Good Neighbor Insurance (www.gninsurance.com and dev.gninsurance.com) agents understand the importance of making sure all health precautions are taken care of prior going overseas. I, myself, go overseas at least two times a year to far off lands to scuba dive and I too have to make sure all my shots are up-to-date and take those extra health precautions.
Some of the world’s most spectacular destinations are also home to some of the world’s nastiest bugs and diseases. Yellow fever, malaria, and other sickness can strike the international travelers at anytime. Just because one is on vacation or on a business trip does not mean sickness ends the moment you board the airplane heading to another country. Below are tips on what vaccinations one should take as well as health precautions to those countries you are visiting. Of course the foundation of your health precautions for your overseas travels starts with an international travel plan. There are travel plans for those traveling just a few days to a few weeks, www.gninsurance.com/tripcancellation/, overseas to those who will be residing overseas for many years, www.gninsurance.com/career_plans.asp . Either way international health insurance plans are there to take care of those worse case situations just like our US health care plan does in the US.
Dengue Fever Precautions
In travelers returning from the Caribbean, South Central Asia, and Central America, dengue fever is the most common cause of fever. Recently, small numbers of the mosquito-borne illness have been reported in Key West, Florida. While most cases are mild, some people develop dengue hemorrhagic fever, which can be fatal. There is no vaccine, but travelers can reduce their risk by protecting against mosquito bits.
Tuberculosis (TB) is more common in Asia and sub-Saharan Africa, although it is found throughout the world. The infection is spread when a contagious person coughs. Travelers who spend time working or volunteering in hospitals, prisons, or homeless shelters have a higher risk to TB exposure. If you feel you may have been exposed, it is important to get a skin test. Prompt treatment is the key to avoiding complications.
Sleeping on the beach may sound romantic until you consider the infected sand flies. Their bites can spread a disease called Leishmaniasis. The most common type, found in the parts of the Middle East, Asia, Africa, and South America, causes skin sores and ulcers. A less common form affects internal systems and causes life-threatening disease. To avoid bites, stay indoors from dusk to dawn. Wear long-sleeved shirts, pants, and socks. Bug spray and bed nets can also help.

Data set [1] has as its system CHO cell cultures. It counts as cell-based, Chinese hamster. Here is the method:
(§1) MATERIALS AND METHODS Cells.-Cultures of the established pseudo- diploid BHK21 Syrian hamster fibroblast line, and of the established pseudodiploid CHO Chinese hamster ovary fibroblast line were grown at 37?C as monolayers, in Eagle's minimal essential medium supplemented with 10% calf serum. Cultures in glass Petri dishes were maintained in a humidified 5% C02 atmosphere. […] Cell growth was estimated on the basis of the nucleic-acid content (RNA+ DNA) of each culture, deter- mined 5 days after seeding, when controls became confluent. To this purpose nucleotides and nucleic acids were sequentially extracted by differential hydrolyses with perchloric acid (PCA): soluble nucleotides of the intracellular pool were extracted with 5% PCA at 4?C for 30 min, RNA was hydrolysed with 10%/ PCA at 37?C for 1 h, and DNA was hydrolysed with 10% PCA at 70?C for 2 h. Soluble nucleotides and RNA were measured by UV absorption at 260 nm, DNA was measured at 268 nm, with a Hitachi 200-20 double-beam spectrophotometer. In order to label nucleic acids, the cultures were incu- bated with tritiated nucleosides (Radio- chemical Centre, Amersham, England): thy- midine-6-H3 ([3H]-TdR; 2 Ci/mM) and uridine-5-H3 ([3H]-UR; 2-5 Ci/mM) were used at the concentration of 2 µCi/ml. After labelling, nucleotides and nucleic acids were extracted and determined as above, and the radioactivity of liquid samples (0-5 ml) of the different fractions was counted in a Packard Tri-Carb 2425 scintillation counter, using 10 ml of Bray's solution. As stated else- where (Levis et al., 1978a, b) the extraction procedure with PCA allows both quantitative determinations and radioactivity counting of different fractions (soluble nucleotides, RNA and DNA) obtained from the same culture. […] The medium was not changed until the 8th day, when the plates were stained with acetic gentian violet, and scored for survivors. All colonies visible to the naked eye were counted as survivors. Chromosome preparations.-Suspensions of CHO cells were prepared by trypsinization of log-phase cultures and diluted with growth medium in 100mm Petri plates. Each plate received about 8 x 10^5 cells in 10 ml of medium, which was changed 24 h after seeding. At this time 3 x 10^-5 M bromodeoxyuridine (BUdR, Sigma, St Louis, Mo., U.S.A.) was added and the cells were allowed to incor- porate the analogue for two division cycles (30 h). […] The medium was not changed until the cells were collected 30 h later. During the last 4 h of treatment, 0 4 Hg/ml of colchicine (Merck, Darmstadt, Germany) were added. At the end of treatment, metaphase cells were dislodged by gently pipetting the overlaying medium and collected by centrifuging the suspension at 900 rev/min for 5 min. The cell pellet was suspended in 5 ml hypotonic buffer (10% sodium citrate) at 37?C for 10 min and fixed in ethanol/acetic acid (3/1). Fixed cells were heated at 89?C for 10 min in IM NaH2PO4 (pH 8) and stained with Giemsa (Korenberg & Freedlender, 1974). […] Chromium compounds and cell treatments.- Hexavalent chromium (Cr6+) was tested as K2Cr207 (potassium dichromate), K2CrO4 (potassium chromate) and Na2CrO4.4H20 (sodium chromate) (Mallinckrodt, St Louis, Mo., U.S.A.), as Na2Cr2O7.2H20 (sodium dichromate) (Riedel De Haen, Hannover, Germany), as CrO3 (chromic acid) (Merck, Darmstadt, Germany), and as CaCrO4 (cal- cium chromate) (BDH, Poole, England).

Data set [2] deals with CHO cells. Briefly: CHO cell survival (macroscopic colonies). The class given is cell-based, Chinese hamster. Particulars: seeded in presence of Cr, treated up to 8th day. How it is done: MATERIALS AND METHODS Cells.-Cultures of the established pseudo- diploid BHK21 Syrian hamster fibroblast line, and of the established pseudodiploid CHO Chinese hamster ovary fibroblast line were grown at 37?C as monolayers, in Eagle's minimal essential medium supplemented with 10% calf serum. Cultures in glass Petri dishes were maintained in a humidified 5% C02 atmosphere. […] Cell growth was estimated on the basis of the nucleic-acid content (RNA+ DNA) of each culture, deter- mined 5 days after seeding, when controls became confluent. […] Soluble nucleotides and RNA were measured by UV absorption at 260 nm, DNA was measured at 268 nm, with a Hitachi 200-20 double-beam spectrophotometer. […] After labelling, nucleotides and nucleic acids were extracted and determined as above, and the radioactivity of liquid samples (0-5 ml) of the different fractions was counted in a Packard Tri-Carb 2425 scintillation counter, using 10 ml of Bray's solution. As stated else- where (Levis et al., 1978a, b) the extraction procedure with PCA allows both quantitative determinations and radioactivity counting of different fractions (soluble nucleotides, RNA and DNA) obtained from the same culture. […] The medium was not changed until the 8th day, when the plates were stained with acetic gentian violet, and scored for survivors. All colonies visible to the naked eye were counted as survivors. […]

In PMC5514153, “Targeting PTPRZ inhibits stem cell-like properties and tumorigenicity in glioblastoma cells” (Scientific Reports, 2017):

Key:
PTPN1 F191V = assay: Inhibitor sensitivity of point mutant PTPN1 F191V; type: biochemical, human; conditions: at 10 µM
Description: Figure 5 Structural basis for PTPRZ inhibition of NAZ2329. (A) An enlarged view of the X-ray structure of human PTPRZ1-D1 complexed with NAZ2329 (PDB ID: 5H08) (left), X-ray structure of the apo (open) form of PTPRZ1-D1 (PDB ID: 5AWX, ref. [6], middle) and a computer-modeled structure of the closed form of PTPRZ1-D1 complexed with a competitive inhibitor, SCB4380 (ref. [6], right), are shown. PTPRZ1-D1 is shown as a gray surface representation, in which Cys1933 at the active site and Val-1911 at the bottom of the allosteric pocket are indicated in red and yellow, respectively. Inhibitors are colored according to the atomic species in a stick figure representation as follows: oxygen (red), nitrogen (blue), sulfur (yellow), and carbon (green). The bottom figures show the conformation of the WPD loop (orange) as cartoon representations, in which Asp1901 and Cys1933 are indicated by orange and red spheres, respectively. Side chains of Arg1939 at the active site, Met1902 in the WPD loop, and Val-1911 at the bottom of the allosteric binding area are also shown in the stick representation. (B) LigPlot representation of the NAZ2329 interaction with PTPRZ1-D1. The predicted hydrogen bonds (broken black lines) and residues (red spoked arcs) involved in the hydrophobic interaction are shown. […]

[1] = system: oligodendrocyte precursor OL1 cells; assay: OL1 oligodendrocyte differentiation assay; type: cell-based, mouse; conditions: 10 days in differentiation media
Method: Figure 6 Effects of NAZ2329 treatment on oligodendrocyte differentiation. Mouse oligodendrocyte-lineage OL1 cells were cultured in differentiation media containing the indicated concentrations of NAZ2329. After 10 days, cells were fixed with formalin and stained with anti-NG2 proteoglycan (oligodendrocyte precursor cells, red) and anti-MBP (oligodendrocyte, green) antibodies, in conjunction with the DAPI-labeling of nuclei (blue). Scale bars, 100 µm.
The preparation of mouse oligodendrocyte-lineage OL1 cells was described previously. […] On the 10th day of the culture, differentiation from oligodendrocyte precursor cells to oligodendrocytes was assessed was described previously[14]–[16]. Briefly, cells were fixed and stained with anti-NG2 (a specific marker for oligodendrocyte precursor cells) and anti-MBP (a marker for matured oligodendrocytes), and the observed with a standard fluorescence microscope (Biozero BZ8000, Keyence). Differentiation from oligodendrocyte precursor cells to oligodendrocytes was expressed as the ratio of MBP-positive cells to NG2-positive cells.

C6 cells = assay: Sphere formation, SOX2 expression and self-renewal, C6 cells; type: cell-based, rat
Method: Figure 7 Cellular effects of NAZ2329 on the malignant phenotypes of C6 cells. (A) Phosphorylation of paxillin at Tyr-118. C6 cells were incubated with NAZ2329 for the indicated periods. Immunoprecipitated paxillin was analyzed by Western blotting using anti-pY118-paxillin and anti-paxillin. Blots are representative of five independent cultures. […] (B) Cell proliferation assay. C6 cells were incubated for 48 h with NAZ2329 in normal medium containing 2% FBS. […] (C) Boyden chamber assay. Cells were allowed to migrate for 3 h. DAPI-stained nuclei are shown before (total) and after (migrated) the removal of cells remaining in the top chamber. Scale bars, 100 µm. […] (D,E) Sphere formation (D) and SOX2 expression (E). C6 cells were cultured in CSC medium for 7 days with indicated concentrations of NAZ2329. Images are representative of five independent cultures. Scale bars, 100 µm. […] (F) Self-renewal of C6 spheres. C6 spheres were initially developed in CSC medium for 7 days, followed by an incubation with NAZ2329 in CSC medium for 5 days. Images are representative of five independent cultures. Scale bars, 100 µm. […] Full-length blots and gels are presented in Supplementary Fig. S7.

Lymphatic Filariasis is caused by a tiny parasitic worm that spreads through bites. It affects millions in Asia, Africa, and the Western Pacific, and a fraction go on to develop elephantiasis. In the Americas, the disease occurs in Haiti, the Dominican Republic, Guyana, and Brazil. Short-term travelers are at low risk but it is prudent to avoid mosquito bites by using repellant bug spray, wear long sleeves and pants, and sleep under a mosquito net.
Bedbugs are not choosy about their accommodations – they check into hostels all the way up to five-star resorts across the globe. They cause itchy red bites on the face, neck, arms, hands, or other body parts – but these marks can take up to 14 days to appear. To detect an infestation more quickly, look for tiny bugs in the folds of mattresses or sheets, rust-colored spots on the mattress, and sweet musty odor.
Preventing Travelers’ Diarrhea
Travelers’ diarrhea is a top travel-related illness, affecting up to half of international travelers. People visiting Latin America, the Middle East, Africa, and Asia, are the most at risk. It is rarely dangerous and almost always goes away on its own. Still, you can take steps to prevent it – steps that also help prevent more serious diarrhea illnesses such as cholera. The CDC recommends avoiding tap water, food sold by street vendors, raw or undercooked meats and seafood, and unpeeled fruits and veggies.
What about Fruits and Veggies?
With a few precautions, you can enjoy fruits and vegetables while abroad. Avoid raw fruits and veggies, unless you you can peel them yourself. A good rule of thumb: boil it, cook it, peel it, or leave it. Also be wary of salads that may have been washed in tap water or smoothies made with non-purified ice.
Antibiotics for Diarrhea
Despite all your precautions, there is still a chance you may get travelers’ diarrhea. If you are heading to an area where this is likely, you may want to ask your doctor about bringing antibiotics. Cases of moderate to severe traveler’s diarrhea can be treated with a course of antibiotics. If diarrhea persists after taking antibiotics, it is important to get tested for possible parasitic infections.
Doug Gulleson loves to scuba dive overseas and makes sure he has his US health care and overseas health care information with him at all times when he travels, www.gninsurance.com/gap-year. Keep our blog close by you, www.gntravelinsurance.com , for continual updates on the changes with the US health care system.